They've since been selling out venues across the country on their recent tour. The record is a no-holds-barred representation of the advanced levels they're working on, pummeling through El-P's production with some striking bars and harrowing subject matter. Gimme Noise talked with Killer Mike and El-P about their upcoming show, and the hardest song to finish on their new album.
Your collaborations span different cities and different eras, but seem to work so effortlessly together. Do you actively try to bridge your styles or does it just happen naturally?
El-P: It came naturally, yeah. Definitely. I think that it was actually really easy for us to find common ground. We're just friends. We're not trying to change each other, we're just sort of complementing each other I think. We wouldn't be doing all this if it wasn't our natural interest.
How do you come up with the sort of things you want to write about?
Killer Mike: Shrooms and whiskey.
El-P: Vibing out in a room, listening to beats. Sometimes me and Mike will talk about something ahead of time, what we're feeling, different types of vibes, but for the most part I think it's spontaneous. Somebody usually gets struck by lightning and writes something down or records something, and it kind of dictates where the track moves from there. You know, we go back and try to pick it apart a little bit, add to it, see if you can make it cohesive. It sort of depends on the song. I think it's really about the music and the way that we're feeling at the moment, but it also sort of depends on who beats who to the idea.
What song on the new record was the hardest to write?
El-P: That's a good question.
Killer Mike: For me, the hardest thing to get was that last line of "Crown." It took me fucking months to write that last line. I wrote the verse, the verse kinda popped real easy. I freestyled it at like 2 or 3 in the morning, and then just forever... I didn't have a last line, I didn't have a hook, and it literally just came on the last week of recording shit. For me it was definitely "Crown" was the most difficult one.
El-P: I think "Crown" for me as well, but in a different way. Mike's verse was so good, and it took me about a month to even write my shit after he dropped his shit. I was waiting until I was struck by lightning. I felt he was really inspired on that verse, and I didn't want to do it a disservice by just sort of trying to force something, so I really waited till really the last minute, literally one of the last days that it could possibly happen, and it just hit me in the morning. When it finally did come out, it came out in like 20 minutes, but it was like one month and 20 minutes. I just needed to wait. I just knew I needed to wait and it would hit me as to what my approach was going to be, and once it did hit me, it was like, boom, it just all poured out of me. But it took that long for me to feel like I had something that would justify balancing out Mike's very, very dope, heartfelt verse.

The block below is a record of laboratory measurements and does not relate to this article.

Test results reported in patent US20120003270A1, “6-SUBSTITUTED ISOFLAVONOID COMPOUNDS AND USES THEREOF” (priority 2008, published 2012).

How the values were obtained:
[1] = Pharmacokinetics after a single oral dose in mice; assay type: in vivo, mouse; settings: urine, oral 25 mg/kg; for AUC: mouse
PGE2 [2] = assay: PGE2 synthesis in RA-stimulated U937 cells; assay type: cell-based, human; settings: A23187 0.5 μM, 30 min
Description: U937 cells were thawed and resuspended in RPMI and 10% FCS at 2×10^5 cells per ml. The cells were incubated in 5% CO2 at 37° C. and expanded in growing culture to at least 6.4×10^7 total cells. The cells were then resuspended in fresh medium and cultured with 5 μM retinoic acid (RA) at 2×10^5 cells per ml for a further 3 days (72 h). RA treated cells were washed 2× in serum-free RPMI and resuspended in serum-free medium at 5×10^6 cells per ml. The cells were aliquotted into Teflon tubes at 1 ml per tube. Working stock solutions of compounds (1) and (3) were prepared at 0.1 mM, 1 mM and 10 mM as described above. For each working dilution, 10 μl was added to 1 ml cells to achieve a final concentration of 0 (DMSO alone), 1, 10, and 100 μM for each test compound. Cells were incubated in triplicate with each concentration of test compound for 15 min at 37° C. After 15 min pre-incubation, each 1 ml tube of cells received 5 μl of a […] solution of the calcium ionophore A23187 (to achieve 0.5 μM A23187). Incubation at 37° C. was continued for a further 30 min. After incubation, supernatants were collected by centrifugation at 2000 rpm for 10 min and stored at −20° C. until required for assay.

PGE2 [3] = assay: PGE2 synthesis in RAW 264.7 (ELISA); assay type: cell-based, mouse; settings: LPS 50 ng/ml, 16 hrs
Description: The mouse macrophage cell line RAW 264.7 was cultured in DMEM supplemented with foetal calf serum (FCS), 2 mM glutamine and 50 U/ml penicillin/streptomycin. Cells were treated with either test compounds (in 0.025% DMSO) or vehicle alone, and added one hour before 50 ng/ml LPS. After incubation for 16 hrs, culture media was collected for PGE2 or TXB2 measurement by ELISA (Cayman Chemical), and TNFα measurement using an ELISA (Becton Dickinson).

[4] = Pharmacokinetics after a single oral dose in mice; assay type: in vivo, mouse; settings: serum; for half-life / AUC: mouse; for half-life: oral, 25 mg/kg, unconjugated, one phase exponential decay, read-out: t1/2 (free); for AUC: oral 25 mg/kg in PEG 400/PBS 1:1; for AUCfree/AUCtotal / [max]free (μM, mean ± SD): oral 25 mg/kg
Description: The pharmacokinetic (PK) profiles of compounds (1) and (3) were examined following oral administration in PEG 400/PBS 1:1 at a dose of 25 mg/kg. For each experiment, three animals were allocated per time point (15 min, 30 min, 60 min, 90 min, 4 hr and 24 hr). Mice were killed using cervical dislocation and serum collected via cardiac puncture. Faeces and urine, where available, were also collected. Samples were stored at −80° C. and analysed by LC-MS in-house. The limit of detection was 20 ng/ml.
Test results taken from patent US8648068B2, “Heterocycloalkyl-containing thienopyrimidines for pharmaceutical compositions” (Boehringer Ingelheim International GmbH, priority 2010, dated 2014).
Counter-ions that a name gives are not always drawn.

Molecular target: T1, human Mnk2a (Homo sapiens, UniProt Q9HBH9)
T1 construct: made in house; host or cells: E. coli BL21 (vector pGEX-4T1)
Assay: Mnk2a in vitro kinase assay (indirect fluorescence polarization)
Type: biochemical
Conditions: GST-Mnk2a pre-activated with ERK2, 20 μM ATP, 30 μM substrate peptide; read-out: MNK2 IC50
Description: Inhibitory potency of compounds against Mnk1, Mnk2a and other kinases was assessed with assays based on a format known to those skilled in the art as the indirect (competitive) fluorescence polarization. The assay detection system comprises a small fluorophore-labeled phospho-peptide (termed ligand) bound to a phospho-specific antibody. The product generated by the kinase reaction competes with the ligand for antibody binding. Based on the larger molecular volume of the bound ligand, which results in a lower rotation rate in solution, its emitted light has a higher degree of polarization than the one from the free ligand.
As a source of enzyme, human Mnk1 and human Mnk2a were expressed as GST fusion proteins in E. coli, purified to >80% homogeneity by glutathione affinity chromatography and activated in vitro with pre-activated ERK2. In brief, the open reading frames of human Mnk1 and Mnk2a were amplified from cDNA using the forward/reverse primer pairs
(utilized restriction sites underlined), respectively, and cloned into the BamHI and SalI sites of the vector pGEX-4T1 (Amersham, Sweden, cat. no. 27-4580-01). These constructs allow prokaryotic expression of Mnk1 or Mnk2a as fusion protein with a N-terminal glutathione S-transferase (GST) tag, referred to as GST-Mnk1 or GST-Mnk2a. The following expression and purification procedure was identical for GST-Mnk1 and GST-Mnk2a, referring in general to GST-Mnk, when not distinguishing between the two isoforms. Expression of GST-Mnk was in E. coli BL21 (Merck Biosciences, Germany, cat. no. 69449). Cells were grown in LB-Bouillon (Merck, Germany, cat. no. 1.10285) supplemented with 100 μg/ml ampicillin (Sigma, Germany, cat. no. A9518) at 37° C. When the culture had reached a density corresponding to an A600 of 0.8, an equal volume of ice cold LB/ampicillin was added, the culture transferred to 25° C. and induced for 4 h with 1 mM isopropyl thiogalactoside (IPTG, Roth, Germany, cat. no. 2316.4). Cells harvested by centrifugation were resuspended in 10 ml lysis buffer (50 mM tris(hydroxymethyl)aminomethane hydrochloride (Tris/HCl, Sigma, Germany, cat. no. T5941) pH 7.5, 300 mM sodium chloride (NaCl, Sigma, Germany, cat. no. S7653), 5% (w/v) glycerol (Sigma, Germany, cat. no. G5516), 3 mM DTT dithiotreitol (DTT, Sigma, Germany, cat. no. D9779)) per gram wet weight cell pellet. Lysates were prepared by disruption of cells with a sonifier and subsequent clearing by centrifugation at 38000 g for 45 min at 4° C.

I was happy to see Zach de la Rocha and Gangsta Boo on the same record. I didn't think I'd see the day that would happen.
El-P: [laughs] No doubt. That's one of our crowning achievements.
Killer Mike: All our guests are our friends and associates. All those features you've heard on the record are genuine friendships. Zach and El go way back, I'm friends with [Travis Barker] through Yelawolf, and Boo I've known from being on the scene, being a huge Triple 6 fan, and when she moved to Atlanta, me and her got hella tight. All of them are natural.
El-P: Each one was just organic to the song. Zach came by the studio and listened to the music, and I asked him if he wanted to get on that particular song, because I just fucking envisioned him on it. We approached Boo because we knew we needed Boo for that song, that she was the one that was going to be able to out-filth both of us idiots. She did a good job, with flying colors. Really it's about the song for us. We don't run around trying to find guests and shit, it's more like we have friends and people that are in our lives, and it comes out organically on its own. I think that's been cool, pretty much the whole record happened that way.
The album's Akinyele reference strikes me that you probably geek out about rap music history with each other.
Killer Mike: We do. [laughs]
El-P: Yeah, we do, more because we know it, we know the music.
Are there artists from your respective cities you've introduced to each other?
El-P: I don't know, I think we're pretty much up on most shit. I think a lot of the general cross-references for us were pretty similar, which is one of the reasons why we get along musically. We already knew that we both liked Geto Boys, Ice Cube, UGK, Outkast... We had a lot of the big staples.
Killer Mike: We both were fans of the Juice Crew, early Def Jam, Rick Rubin stuff, EPMD... There's cross-sections. It's like any other friendship.
I feel like Run the Jewels might not have been able to happen even a decade prior in terms of bridging regional styles.
El-P: Yeah, I think it needed to happen when it happened. That's the way we look at it. We've talked about it like, damn, I wish this had happened 10 years ago, but I don't think we would've been in the right headspace for it. Everything happens for a fucking reason, and right now, a record like Run the Jewels can exist that two years ago, no one thought it could even be possible.